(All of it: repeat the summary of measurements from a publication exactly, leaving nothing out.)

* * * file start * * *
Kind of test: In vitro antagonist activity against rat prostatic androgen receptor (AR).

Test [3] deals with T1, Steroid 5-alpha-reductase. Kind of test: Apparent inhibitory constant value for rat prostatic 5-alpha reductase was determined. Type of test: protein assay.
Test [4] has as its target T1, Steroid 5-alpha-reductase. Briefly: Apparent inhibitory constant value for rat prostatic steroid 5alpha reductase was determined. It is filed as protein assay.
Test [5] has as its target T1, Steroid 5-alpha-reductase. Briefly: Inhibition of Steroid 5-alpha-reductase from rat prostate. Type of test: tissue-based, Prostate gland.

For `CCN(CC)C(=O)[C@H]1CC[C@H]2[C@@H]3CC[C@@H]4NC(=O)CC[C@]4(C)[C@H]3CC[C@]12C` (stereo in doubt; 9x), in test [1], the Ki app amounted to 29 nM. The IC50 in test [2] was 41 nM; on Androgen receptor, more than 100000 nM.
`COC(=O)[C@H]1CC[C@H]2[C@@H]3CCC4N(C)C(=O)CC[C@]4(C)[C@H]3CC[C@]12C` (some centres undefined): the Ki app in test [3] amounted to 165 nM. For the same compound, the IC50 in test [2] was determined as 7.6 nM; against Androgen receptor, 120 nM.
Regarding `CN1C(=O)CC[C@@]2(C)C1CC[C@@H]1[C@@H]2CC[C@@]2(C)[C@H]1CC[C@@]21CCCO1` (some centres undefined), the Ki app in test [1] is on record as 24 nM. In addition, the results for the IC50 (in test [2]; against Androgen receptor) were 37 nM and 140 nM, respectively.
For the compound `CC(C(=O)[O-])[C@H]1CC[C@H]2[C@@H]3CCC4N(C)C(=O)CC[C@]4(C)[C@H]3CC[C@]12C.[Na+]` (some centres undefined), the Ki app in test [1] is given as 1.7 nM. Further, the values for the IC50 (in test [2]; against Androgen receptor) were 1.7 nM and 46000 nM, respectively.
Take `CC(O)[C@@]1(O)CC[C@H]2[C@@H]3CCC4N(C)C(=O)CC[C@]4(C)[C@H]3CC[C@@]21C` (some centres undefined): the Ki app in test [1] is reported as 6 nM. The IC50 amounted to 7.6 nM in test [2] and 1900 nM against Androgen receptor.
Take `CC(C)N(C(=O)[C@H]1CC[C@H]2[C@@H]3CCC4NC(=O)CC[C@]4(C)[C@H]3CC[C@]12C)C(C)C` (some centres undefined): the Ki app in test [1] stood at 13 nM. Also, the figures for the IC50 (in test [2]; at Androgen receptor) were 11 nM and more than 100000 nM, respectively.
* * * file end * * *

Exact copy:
Kind of test: In vitro antagonist activity against rat prostatic androgen receptor (AR).

Test [3] deals with T1, Steroid 5-alpha-reductase. Kind of test: Apparent inhibitory constant value for rat prostatic 5-alpha reductase was determined. Type of test: protein assay.
Test [4] has as its target T1, Steroid 5-alpha-reductase. Briefly: Apparent inhibitory constant value for rat prostatic steroid 5alpha reductase was determined. It is filed as protein assay.
Test [5] has as its target T1, Steroid 5-alpha-reductase. Briefly: Inhibition of Steroid 5-alpha-reductase from rat prostate. Type of test: tissue-based, Prostate gland.

For `CCN(CC)C(=O)[C@H]1CC[C@H]2[C@@H]3CC[C@@H]4NC(=O)CC[C@]4(C)[C@H]3CC[C@]12C` (stereo in doubt; 9x), in test [1], the Ki app amounted to 29 nM. The IC50 in test [2] was 41 nM; on Androgen receptor, more than 100000 nM.
`COC(=O)[C@H]1CC[C@H]2[C@@H]3CCC4N(C)C(=O)CC[C@]4(C)[C@H]3CC[C@]12C` (some centres undefined): the Ki app in test [3] amounted to 165 nM. For the same compound, the IC50 in test [2] was determined as 7.6 nM; against Androgen receptor, 120 nM.
Regarding `CN1C(=O)CC[C@@]2(C)C1CC[C@@H]1[C@@H]2CC[C@@]2(C)[C@H]1CC[C@@]21CCCO1` (some centres undefined), the Ki app in test [1] is on record as 24 nM. In addition, the results for the IC50 (in test [2]; against Androgen receptor) were 37 nM and 140 nM, respectively.
For the compound `CC(C(=O)[O-])[C@H]1CC[C@H]2[C@@H]3CCC4N(C)C(=O)CC[C@]4(C)[C@H]3CC[C@]12C.[Na+]` (some centres undefined), the Ki app in test [1] is given as 1.7 nM. Further, the values for the IC50 (in test [2]; against Androgen receptor) were 1.7 nM and 46000 nM, respectively.
Take `CC(O)[C@@]1(O)CC[C@H]2[C@@H]3CCC4N(C)C(=O)CC[C@]4(C)[C@H]3CC[C@@]21C` (some centres undefined): the Ki app in test [1] is reported as 6 nM. The IC50 amounted to 7.6 nM in test [2] and 1900 nM against Androgen receptor.
Take `CC(C)N(C(=O)[C@H]1CC[C@H]2[C@@H]3CCC4NC(=O)CC[C@]4(C)[C@H]3CC[C@]12C)C(C)C` (some centres undefined): the Ki app in test [1] stood at 13 nM. Also, the figures for the IC50 (in test [2]; at Androgen receptor) were 11 nM and more than 100000 nM, respectively.